Is Extra for me?
Extra is available to anyone who has used all five choices and not accepted a place – it could be because you’ve unsuccessful with all five, or you’ve received offers but had a change of heart and decided the courses wasn’t right for you. Either way, Extra is another opportunity to find a place on a course.

It’s worth keeping in mind that you can’t change your personal statement or reference. So if you decide to apply for a completely different course, speak to the uni first to check if they’d like a different personal statement. If that’s the case, they’ll ask you to send it straight to them.

Where can I apply?
Not all universities will have places in Extra, so you need to do some research into what’s available in our search tool. If you select the option ‘Courses open to new applicants’ from the filter, your search results will show only courses with vacancies.

Once you’ve found a course you like, add it in Track by clicking on the ‘Add an Extra choice’ option on the ‘Your choices’ page.

When will I hear back from the unis?
If you’ve not heard back from the uni after 21 days of adding your choice, you can add another one, until 4 July. By doing this, you’ll cancel the one you originally applied for in Extra, so make sure it’s definitely what you want to do! If you want to wait to see if the uni will offer you a place (they have until 13 July to make a decision) you can do this – it never hurts to ring the uni if you want to check how long you’re likely to wait for its decision!

If you get an offer, you’ll need to reply by the date shown in Track. If you don’t, your place will be declined automatically – so pay close attention!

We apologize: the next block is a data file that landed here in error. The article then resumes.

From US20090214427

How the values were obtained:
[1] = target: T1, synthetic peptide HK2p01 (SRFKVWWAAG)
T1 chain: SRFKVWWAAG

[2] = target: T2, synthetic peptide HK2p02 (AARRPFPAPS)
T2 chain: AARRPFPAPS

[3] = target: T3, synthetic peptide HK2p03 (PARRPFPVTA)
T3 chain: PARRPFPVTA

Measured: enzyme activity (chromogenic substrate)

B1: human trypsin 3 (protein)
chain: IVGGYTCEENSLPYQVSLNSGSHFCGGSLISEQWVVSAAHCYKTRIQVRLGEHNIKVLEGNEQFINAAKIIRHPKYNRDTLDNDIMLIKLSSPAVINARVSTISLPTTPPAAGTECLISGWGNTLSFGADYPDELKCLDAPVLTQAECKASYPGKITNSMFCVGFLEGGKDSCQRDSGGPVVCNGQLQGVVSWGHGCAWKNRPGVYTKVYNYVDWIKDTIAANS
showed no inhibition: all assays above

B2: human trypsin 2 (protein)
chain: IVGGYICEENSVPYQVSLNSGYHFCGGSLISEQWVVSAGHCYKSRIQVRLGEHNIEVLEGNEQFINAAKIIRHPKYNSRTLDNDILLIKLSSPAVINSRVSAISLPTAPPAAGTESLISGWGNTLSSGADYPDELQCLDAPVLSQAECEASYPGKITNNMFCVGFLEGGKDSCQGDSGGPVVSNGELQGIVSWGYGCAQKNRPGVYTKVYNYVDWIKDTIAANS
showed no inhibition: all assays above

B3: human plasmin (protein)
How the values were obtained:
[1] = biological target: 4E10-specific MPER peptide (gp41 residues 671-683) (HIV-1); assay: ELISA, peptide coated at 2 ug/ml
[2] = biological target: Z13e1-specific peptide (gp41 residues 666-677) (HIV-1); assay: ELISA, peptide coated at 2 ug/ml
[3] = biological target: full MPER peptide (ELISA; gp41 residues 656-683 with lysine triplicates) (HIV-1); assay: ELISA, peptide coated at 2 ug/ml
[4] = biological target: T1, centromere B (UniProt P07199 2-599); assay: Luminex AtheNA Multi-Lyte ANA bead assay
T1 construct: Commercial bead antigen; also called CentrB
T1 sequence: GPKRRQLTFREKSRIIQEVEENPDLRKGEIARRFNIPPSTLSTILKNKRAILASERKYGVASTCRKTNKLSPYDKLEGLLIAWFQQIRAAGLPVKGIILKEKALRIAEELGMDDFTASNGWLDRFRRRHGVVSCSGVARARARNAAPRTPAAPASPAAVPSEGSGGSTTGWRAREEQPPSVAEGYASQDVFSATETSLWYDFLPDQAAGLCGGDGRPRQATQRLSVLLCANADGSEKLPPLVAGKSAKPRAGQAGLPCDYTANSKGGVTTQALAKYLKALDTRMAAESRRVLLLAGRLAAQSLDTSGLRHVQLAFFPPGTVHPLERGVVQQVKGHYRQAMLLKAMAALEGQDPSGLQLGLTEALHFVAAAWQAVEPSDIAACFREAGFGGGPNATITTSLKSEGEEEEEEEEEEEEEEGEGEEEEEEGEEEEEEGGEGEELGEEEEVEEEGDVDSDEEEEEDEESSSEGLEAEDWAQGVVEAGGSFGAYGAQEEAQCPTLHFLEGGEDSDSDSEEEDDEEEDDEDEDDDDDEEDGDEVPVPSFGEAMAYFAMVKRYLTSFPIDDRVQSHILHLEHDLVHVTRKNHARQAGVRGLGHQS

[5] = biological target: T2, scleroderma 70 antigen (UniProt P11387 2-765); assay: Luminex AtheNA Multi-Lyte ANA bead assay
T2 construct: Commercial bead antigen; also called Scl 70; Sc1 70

Have any further questions about Extra? Have a look at our website or get in touch with our advisers on Facebook or Twitter.
 

Accepting an unconditional offer

You might have heard stories about unconditional offers, and how a friend-of-a-friend’s next-door neighbour’s cousin received one before they got their exam results. In the past this would probably have been an urban myth or at most, not the whole story. However, some universities are now making unconditional offers to exceptional applicants who don’t have their results yet.

Mark Newman, UCAS Adviser, explains what you need to consider if you’re thinking about accepting one of these offers, which remain relatively rare.
 
Mark Newman, UCAS Adviser

Having an unconditional offer from your favourite university at an early stage of your application can be very reassuring. It means that if you select them as your firm choice, you will definitely be accepted on to the course, regardless of what grades you get in the summer.

But there can be a bit of confusion about accepting unconditional offers, so before you select one as your firm choice, make sure you know the facts.

If you accept an unconditional offer as your firm choice:

1. Your exam results won’t affect whether or not you get accepted but that doesn’t mean they’re not important.

Here’s why:

  • When you apply for work placements and jobs, you will be asked about your qualifications. Often there are requirements from pre-university qualifications.
  • When you start at uni you’ll be straight into assignments, coursework and for many courses, exams. The qualifications you’re studying for at the moment are essential preparation for this and are the foundations of your future studies.
  • Your new course mates at uni are likely to have completed relevant qualifications before they’ve started the course, so you’d have to play catch-up from the moment you arrive if you chose not to finish your A levels or equivalent. That’s not easy when you already have so many new things to learn. 
  • Sometimes things don’t go to plan. If you arrive at your chosen uni and decide it’s not right for you, you may choose to reapply for other unis or look for jobs instead. Leaving gaps where your education is concerned could have a negative impact.

2. You cannot have an insurance choice. Because ‘unconditional’ means you’ll definitely get a place on the course, you don’t need the option of another choice. If instead you accept a conditional offer as your firm choice then it’s OK to accept an unconditional offer as your insurance choice. That said, a university may stipulate that their offer is only unconditional if you make them your firm choice, so be sure to check any terms attached to their offer before you reply.